He also added that tenant farmers have difficulty in a volatile world because they do not have the capital asset of the land as backing to source bank loans and they also feel volatility more because of the way rents are fixed.

Lynsey Martin, the AGRI steering group chairman of the National Federation of Young Farmers’ Clubs also told the committee that young farmers needed better access to finance as they do not have the land to borrow against

She also called for more support for collaborative ideas and share farming in a bid to meet the challenges of volatile markets.

Prof Wilson said that the growth in diversity in recent times had been in alternative energy, but now the incentives to get into that have started to be removed.

He said that approximately 18 per cent of farmers in England had some renewable energy projects running on their farms and half the farms in England have some form of diversification.

“It is not specifically taking the opportunities of volatility that have arisen, it is that they are looking to diversify their business incomes,” Prof Wilson said.

He said that alternative income from areas such as renewable energy offer stability in a volatile market.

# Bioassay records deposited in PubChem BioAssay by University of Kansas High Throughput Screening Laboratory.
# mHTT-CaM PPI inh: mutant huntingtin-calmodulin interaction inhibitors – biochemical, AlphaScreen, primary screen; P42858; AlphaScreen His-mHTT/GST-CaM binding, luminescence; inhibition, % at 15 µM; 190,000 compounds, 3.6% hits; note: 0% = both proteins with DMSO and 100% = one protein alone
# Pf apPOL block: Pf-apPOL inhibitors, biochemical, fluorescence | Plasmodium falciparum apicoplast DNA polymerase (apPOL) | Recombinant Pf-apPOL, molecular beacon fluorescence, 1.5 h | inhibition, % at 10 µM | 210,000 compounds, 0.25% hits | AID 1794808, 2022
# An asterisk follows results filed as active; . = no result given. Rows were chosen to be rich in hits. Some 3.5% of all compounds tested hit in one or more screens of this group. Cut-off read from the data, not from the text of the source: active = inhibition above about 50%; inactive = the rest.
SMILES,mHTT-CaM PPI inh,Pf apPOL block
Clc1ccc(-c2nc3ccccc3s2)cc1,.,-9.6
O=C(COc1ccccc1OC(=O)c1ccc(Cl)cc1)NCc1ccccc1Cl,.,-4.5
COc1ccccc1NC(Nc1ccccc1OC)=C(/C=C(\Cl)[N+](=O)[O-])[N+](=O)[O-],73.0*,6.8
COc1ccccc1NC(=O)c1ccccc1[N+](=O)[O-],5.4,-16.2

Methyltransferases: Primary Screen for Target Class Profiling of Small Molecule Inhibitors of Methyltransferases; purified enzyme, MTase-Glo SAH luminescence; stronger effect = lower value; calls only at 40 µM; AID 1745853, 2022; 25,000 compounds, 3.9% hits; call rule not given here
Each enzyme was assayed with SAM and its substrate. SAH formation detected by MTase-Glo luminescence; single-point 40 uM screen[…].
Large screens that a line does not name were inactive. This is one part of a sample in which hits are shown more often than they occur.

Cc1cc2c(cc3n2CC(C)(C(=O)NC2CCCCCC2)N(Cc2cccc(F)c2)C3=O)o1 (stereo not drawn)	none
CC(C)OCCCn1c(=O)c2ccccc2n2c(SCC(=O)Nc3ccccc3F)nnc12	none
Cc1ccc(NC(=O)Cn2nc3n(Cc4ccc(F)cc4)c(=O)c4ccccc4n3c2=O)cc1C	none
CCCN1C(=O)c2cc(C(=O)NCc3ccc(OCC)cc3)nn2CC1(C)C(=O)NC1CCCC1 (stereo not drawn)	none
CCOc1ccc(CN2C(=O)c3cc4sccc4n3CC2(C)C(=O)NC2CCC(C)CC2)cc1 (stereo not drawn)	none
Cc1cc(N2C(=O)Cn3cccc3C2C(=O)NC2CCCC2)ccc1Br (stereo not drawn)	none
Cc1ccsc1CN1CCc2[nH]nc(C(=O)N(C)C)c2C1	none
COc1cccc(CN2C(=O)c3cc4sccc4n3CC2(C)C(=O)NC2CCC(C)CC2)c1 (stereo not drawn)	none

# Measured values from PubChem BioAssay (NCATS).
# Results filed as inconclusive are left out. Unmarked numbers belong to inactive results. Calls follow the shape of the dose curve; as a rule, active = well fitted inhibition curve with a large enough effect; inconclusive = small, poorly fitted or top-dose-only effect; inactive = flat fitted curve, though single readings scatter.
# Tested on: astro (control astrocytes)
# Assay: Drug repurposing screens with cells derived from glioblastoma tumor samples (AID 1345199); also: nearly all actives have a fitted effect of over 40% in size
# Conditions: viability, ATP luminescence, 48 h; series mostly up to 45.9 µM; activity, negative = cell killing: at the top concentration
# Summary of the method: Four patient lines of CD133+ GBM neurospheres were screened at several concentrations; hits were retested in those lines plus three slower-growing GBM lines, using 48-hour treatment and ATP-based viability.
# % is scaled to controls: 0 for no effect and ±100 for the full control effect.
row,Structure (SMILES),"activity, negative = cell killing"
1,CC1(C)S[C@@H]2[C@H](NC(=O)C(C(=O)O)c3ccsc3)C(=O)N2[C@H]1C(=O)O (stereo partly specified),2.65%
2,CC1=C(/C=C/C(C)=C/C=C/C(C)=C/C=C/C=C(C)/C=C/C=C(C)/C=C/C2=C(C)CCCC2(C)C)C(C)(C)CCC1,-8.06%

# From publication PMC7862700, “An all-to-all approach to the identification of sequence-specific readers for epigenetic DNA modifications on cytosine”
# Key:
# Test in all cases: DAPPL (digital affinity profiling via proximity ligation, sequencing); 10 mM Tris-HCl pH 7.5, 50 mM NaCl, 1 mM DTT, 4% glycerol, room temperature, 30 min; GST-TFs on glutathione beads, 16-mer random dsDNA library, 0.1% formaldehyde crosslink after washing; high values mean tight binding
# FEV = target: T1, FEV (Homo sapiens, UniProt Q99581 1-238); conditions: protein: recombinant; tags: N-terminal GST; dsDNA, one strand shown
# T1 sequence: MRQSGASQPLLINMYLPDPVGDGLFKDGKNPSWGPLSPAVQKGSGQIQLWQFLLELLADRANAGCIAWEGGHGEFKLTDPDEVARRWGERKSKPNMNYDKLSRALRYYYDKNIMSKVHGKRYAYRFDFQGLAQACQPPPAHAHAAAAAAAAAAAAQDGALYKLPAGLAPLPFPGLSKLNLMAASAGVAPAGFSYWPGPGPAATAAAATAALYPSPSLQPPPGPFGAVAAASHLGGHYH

Mr Becknell told the inquiry that there was a need for an integrated approach in the supply chain to mitigate the effects of volatility including offering long-term contracts, which will help farmers look at long-term income flows.

Prof Wilson said that with vertically integrated supply chains for UK farmers to benefit there also needs to be some brand recognition.

“By their very nature they remove volatility,” he said.

While Prof Wilson said that diversification helps to counteract volatility, Mr Murray called for some form of insurance as had been adopted in other countries to be used to help mitigate the effects of volatile markets.

An earlier hearing of the inquiry heard that the volatile markets faced by UK farmers were a global issue.